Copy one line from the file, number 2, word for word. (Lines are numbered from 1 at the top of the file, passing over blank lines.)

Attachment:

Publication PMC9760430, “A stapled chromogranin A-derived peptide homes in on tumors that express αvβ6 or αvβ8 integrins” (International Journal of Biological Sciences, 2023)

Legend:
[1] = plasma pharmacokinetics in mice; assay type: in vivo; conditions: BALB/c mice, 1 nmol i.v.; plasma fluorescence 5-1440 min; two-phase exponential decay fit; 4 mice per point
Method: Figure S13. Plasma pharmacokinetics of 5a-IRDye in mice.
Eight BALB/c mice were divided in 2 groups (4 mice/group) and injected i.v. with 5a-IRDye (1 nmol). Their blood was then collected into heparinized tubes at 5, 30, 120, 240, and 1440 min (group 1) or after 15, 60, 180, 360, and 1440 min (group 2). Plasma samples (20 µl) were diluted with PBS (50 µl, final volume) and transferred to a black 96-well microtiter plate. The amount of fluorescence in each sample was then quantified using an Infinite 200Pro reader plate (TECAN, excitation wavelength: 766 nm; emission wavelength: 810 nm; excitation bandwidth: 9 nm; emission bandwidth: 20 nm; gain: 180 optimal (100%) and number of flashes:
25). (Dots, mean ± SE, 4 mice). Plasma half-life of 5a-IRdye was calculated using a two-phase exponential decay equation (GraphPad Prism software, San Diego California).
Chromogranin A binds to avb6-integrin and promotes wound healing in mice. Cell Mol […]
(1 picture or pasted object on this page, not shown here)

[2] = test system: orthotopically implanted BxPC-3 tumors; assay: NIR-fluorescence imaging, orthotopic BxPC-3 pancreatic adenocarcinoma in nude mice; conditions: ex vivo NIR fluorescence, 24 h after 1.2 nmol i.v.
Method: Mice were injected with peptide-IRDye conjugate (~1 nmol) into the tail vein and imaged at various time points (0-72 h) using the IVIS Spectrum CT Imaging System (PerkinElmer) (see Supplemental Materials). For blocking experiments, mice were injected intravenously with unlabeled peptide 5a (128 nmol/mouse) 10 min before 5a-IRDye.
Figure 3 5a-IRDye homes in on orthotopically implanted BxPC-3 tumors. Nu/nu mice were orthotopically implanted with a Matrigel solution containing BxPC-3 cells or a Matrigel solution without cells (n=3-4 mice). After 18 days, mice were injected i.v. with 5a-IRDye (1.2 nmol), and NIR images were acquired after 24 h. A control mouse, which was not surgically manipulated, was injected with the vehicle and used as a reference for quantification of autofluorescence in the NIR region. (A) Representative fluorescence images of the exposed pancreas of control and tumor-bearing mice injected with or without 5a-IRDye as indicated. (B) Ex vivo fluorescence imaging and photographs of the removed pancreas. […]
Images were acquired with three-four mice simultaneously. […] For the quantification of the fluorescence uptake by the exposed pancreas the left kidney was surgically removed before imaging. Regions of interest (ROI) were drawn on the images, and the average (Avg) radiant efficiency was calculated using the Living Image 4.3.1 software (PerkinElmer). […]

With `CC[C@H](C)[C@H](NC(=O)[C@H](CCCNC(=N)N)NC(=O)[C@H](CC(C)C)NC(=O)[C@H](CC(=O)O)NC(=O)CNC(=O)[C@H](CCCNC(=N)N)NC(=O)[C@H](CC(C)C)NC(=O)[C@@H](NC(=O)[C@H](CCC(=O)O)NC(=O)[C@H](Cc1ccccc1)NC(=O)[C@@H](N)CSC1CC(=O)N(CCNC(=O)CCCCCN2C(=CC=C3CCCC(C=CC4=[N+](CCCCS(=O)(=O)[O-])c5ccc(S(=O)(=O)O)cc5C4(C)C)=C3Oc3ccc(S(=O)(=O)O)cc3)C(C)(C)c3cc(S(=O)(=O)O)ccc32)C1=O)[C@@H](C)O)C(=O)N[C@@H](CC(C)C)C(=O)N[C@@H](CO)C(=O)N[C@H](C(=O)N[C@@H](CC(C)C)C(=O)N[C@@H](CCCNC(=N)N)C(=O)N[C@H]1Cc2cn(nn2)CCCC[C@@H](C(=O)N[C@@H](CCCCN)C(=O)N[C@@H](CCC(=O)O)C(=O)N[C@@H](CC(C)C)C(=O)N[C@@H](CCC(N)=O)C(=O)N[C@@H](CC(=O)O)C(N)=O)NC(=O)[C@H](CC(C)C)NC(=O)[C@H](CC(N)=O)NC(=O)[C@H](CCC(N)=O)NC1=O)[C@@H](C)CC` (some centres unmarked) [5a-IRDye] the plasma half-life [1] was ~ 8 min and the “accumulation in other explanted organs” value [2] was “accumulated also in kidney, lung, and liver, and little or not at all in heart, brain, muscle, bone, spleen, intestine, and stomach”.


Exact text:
Legend: